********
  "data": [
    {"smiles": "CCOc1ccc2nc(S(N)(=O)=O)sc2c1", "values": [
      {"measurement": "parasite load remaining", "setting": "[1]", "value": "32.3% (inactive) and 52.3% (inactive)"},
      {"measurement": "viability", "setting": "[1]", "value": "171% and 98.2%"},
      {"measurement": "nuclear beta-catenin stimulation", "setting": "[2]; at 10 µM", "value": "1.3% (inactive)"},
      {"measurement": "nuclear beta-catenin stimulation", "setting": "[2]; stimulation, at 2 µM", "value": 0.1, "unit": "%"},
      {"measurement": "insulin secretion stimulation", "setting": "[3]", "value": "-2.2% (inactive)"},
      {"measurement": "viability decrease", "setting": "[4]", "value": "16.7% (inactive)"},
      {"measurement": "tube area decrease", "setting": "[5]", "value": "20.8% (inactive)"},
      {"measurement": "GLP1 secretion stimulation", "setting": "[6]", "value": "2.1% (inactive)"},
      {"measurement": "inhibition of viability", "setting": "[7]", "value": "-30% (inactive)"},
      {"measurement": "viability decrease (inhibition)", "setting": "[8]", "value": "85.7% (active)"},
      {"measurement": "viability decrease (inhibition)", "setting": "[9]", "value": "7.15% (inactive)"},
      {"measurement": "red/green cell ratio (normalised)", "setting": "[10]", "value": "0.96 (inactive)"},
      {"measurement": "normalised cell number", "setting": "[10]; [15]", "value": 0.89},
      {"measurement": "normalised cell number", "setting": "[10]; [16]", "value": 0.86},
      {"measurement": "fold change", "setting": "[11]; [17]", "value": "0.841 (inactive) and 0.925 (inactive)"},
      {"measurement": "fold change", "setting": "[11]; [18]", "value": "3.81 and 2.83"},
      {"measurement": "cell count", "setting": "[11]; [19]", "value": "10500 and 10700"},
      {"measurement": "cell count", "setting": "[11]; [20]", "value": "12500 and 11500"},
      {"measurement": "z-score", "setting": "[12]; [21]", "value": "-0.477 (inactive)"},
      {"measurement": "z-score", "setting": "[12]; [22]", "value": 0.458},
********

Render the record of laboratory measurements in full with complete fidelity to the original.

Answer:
  "data": [
    {"smiles": "CCOc1ccc2nc(S(N)(=O)=O)sc2c1", "values": [
      {"measurement": "parasite load remaining", "setting": "[1]", "value": "32.3% (inactive) and 52.3% (inactive)"},
      {"measurement": "viability", "setting": "[1]", "value": "171% and 98.2%"},
      {"measurement": "nuclear beta-catenin stimulation", "setting": "[2]; at 10 µM", "value": "1.3% (inactive)"},
      {"measurement": "nuclear beta-catenin stimulation", "setting": "[2]; stimulation, at 2 µM", "value": 0.1, "unit": "%"},
      {"measurement": "insulin secretion stimulation", "setting": "[3]", "value": "-2.2% (inactive)"},
      {"measurement": "viability decrease", "setting": "[4]", "value": "16.7% (inactive)"},
      {"measurement": "tube area decrease", "setting": "[5]", "value": "20.8% (inactive)"},
      {"measurement": "GLP1 secretion stimulation", "setting": "[6]", "value": "2.1% (inactive)"},
      {"measurement": "inhibition of viability", "setting": "[7]", "value": "-30% (inactive)"},
      {"measurement": "viability decrease (inhibition)", "setting": "[8]", "value": "85.7% (active)"},
      {"measurement": "viability decrease (inhibition)", "setting": "[9]", "value": "7.15% (inactive)"},
      {"measurement": "red/green cell ratio (normalised)", "setting": "[10]", "value": "0.96 (inactive)"},
      {"measurement": "normalised cell number", "setting": "[10]; [15]", "value": 0.89},
      {"measurement": "normalised cell number", "setting": "[10]; [16]", "value": 0.86},
      {"measurement": "fold change", "setting": "[11]; [17]", "value": "0.841 (inactive) and 0.925 (inactive)"},
      {"measurement": "fold change", "setting": "[11]; [18]", "value": "3.81 and 2.83"},
      {"measurement": "cell count", "setting": "[11]; [19]", "value": "10500 and 10700"},
      {"measurement": "cell count", "setting": "[11]; [20]", "value": "12500 and 11500"},
      {"measurement": "z-score", "setting": "[12]; [21]", "value": "-0.477 (inactive)"},
      {"measurement": "z-score", "setting": "[12]; [22]", "value": 0.458},